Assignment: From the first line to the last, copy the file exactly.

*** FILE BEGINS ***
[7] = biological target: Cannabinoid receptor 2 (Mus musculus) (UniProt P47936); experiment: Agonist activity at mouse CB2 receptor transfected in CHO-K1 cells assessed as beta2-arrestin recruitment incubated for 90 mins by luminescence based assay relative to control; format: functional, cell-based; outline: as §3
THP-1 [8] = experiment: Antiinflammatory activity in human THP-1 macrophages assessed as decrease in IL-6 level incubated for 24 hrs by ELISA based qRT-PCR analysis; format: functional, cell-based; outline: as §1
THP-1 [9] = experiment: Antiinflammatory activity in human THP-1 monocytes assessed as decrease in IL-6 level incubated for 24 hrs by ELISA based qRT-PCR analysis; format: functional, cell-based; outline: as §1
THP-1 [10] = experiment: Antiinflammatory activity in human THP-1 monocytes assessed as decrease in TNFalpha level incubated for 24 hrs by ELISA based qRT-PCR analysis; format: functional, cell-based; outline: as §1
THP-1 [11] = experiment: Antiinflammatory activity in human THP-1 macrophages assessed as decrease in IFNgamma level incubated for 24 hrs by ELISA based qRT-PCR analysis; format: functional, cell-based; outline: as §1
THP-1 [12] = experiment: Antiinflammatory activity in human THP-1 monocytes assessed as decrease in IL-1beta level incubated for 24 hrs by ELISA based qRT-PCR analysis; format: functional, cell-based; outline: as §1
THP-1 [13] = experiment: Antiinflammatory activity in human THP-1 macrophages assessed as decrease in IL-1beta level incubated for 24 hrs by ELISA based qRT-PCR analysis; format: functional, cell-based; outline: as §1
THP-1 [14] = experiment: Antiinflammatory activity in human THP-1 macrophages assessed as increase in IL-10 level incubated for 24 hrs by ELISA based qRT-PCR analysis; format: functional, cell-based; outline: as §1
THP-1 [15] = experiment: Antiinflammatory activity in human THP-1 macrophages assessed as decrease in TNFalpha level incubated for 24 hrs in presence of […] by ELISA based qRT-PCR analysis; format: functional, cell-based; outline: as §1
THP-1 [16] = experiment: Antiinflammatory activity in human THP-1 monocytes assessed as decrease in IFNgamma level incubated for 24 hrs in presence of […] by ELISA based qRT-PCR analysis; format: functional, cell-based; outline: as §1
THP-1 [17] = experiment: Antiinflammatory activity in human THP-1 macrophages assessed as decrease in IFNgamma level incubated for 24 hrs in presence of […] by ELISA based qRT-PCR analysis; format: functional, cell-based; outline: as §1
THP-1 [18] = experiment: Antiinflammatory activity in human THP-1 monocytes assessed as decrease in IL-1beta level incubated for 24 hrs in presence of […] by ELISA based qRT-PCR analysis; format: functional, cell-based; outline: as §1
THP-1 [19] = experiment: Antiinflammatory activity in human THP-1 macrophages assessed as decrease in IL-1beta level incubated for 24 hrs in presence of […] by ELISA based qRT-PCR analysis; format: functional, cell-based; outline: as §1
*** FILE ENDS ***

[7] = biological target: Cannabinoid receptor 2 (Mus musculus) (UniProt P47936); experiment: Agonist activity at mouse CB2 receptor transfected in CHO-K1 cells assessed as beta2-arrestin recruitment incubated for 90 mins by luminescence based assay relative to control; format: functional, cell-based; outline: as §3
THP-1 [8] = experiment: Antiinflammatory activity in human THP-1 macrophages assessed as decrease in IL-6 level incubated for 24 hrs by ELISA based qRT-PCR analysis; format: functional, cell-based; outline: as §1
THP-1 [9] = experiment: Antiinflammatory activity in human THP-1 monocytes assessed as decrease in IL-6 level incubated for 24 hrs by ELISA based qRT-PCR analysis; format: functional, cell-based; outline: as §1
THP-1 [10] = experiment: Antiinflammatory activity in human THP-1 monocytes assessed as decrease in TNFalpha level incubated for 24 hrs by ELISA based qRT-PCR analysis; format: functional, cell-based; outline: as §1
THP-1 [11] = experiment: Antiinflammatory activity in human THP-1 macrophages assessed as decrease in IFNgamma level incubated for 24 hrs by ELISA based qRT-PCR analysis; format: functional, cell-based; outline: as §1
THP-1 [12] = experiment: Antiinflammatory activity in human THP-1 monocytes assessed as decrease in IL-1beta level incubated for 24 hrs by ELISA based qRT-PCR analysis; format: functional, cell-based; outline: as §1
THP-1 [13] = experiment: Antiinflammatory activity in human THP-1 macrophages assessed as decrease in IL-1beta level incubated for 24 hrs by ELISA based qRT-PCR analysis; format: functional, cell-based; outline: as §1
THP-1 [14] = experiment: Antiinflammatory activity in human THP-1 macrophages assessed as increase in IL-10 level incubated for 24 hrs by ELISA based qRT-PCR analysis; format: functional, cell-based; outline: as §1
THP-1 [15] = experiment: Antiinflammatory activity in human THP-1 macrophages assessed as decrease in TNFalpha level incubated for 24 hrs in presence of […] by ELISA based qRT-PCR analysis; format: functional, cell-based; outline: as §1
THP-1 [16] = experiment: Antiinflammatory activity in human THP-1 monocytes assessed as decrease in IFNgamma level incubated for 24 hrs in presence of […] by ELISA based qRT-PCR analysis; format: functional, cell-based; outline: as §1
THP-1 [17] = experiment: Antiinflammatory activity in human THP-1 macrophages assessed as decrease in IFNgamma level incubated for 24 hrs in presence of […] by ELISA based qRT-PCR analysis; format: functional, cell-based; outline: as §1
THP-1 [18] = experiment: Antiinflammatory activity in human THP-1 monocytes assessed as decrease in IL-1beta level incubated for 24 hrs in presence of […] by ELISA based qRT-PCR analysis; format: functional, cell-based; outline: as §1
THP-1 [19] = experiment: Antiinflammatory activity in human THP-1 macrophages assessed as decrease in IL-1beta level incubated for 24 hrs in presence of […] by ELISA based qRT-PCR analysis; format: functional, cell-based; outline: as §1